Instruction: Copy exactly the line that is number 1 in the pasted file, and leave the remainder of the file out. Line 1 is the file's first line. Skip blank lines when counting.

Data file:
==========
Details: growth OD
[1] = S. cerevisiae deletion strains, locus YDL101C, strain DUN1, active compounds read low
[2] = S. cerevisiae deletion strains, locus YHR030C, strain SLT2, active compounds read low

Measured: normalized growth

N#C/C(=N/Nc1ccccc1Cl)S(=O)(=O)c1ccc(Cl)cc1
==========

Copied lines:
Details: growth OD